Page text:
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The Pothole Patrol teams formed by Discovery Insure and Dialdirect Insurance have been filling up fissures as citizens report them. Picture: SUPPLIED
The Pothole Patrol teams formed by Discovery Insure and Dialdirect Insurance have been filling up fissures as citizens report them. Picture: SUPPLIED

The Pothole Patrol — a public-private partnership between Discovery Insure, Dialdirect and the department of transport, through the Johannesburg Road Agency (JRA) — had already plugged more than 50,000 potholes in Joburg before its official launch in 2021.

Anneli Retief, the head of Dialdirect’s Johannesburg operations, and Discovery Insure CEO Anton Ossip highlighted mounting outrage over the potholes and the risk of lives lost in accidents among the reasons for establishing the campaign.  

An app and a WhatsApp bot were also created to enable residents to report potholes and speed up the City of Joburg’s efforts to fix the roads.

But what has happened since the launch in May 2021?

According to the combined responses of Retief and Ossip, the Pothole Patrol has repaired more than 88,000 potholes to date, exceeding mandated repaired targets by 25% month on month.

But the above-average rainfall experienced by Johannesburg  over the last couple of months worsened the pothole situation.  “The heavy rains recently experienced have indeed caused more potholes to develop. However, we have increased our repair fleet and employed additional resources to help manage the increased number of reports,” says Retief.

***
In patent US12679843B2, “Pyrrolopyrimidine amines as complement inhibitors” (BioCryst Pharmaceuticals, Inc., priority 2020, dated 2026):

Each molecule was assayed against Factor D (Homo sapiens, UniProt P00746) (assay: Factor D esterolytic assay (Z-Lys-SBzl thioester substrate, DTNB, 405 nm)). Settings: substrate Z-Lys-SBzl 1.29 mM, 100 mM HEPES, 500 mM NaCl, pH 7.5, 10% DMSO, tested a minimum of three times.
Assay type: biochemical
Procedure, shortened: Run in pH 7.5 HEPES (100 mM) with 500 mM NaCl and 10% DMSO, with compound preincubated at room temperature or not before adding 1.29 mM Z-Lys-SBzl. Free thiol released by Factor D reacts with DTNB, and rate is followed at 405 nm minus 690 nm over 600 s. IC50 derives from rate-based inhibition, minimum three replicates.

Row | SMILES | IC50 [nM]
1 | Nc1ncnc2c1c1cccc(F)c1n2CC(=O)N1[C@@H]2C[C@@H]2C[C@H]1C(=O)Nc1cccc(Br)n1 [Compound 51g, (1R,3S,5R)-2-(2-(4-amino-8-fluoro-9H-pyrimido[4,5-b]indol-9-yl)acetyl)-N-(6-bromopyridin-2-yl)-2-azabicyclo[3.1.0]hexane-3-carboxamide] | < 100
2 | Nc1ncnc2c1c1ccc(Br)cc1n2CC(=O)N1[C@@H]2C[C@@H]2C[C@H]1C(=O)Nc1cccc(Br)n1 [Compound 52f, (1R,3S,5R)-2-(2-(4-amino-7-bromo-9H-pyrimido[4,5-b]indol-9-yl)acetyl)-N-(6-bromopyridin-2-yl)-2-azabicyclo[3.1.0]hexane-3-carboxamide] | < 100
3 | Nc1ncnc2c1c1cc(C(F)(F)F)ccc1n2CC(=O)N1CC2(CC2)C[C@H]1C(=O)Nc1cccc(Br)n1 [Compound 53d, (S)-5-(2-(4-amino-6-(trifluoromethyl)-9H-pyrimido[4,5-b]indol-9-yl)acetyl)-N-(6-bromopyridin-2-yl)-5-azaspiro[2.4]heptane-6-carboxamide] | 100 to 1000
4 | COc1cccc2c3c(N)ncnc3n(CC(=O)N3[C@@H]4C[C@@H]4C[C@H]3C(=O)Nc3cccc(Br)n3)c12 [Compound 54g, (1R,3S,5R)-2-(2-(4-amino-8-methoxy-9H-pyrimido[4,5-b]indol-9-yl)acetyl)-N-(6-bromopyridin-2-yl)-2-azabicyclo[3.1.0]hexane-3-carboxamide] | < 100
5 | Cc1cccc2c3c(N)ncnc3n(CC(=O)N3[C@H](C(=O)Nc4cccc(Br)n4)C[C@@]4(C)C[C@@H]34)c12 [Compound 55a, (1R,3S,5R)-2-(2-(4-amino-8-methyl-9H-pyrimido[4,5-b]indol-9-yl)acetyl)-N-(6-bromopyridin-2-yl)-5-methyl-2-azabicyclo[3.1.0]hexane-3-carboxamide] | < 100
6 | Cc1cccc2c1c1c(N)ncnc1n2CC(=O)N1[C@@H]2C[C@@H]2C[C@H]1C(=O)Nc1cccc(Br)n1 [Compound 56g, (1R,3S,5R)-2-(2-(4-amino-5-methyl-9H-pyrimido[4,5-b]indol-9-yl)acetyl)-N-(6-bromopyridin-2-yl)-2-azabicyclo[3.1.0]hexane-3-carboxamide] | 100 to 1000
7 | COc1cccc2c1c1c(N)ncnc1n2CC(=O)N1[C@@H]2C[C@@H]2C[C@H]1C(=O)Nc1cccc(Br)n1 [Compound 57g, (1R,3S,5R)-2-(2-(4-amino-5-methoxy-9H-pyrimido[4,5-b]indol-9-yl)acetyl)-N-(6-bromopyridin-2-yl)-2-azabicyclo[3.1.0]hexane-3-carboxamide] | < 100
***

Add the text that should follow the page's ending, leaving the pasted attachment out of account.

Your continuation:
Asked whether claims attributed to pothole damage have increased or decreased during the campaign, Ossip says: “Discovery Insure data shows that there has been a drop in pothole claims of 26% in Johannesburg, compared to an increase of 45% across the rest of Gauteng in the six months to December 31 2021.”

The recent political change in local government has seemingly not affected the Pothole Patrol, and it is still going strong. “We are working all over Johannesburg. If the pothole reported is within our scope of repair, we will fix it. If it isn’t, we will refer it to the JRA or Johannesburg Water, if there is underlying water damage,” says Ossip.

“There have been a few challenges over the past 11 months though, including above-average rainfall and a bitumen shortage, but there have been more successes than challenges,” says the private-public partnership.

The Pothole Patrol's work is being appreciated by the public as seen through tweets. Picture: SUPPLIED
The Pothole Patrol's work is being appreciated by the public as seen through tweets. Picture: SUPPLIED
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